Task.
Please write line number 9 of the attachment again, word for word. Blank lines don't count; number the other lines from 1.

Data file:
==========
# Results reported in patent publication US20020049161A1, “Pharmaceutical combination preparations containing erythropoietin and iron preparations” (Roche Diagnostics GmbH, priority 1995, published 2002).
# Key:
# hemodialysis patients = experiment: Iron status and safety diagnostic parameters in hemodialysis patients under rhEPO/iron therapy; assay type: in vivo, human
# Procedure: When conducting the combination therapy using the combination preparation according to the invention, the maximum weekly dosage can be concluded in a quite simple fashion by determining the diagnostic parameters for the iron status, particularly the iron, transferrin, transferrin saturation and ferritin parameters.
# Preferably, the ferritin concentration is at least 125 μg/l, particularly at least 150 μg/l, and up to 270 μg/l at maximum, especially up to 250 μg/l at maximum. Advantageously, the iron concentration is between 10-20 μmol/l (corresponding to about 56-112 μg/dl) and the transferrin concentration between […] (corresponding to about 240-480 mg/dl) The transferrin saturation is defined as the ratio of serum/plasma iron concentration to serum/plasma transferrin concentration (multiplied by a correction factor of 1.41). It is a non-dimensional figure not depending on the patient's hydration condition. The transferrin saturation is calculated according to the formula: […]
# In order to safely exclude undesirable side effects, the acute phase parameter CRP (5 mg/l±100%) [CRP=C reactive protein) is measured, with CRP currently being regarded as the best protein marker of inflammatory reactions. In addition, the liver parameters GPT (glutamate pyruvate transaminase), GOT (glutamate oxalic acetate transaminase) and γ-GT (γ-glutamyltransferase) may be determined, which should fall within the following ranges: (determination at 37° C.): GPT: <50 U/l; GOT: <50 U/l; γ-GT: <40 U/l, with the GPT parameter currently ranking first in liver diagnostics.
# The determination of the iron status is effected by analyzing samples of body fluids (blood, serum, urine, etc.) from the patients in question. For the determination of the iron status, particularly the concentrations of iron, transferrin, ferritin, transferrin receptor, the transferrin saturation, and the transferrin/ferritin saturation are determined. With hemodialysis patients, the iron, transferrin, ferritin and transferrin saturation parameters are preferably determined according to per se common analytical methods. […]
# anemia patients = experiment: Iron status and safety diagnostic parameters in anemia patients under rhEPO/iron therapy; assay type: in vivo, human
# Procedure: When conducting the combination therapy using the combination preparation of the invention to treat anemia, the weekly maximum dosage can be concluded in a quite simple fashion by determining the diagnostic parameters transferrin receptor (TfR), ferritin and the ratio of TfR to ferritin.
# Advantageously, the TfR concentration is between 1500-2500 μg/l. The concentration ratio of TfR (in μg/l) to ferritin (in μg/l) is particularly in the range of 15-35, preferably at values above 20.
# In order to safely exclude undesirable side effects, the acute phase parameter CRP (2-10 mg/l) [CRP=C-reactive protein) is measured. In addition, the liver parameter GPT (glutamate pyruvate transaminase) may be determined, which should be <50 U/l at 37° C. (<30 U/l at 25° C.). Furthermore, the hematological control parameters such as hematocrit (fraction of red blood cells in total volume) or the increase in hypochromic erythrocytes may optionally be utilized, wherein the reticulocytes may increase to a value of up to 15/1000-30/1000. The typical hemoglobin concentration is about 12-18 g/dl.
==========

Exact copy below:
# Procedure: When conducting the combination therapy using the combination preparation of the invention to treat anemia, the weekly maximum dosage can be concluded in a quite simple fashion by determining the diagnostic parameters transferrin receptor (TfR), ferritin and the ratio of TfR to ferritin.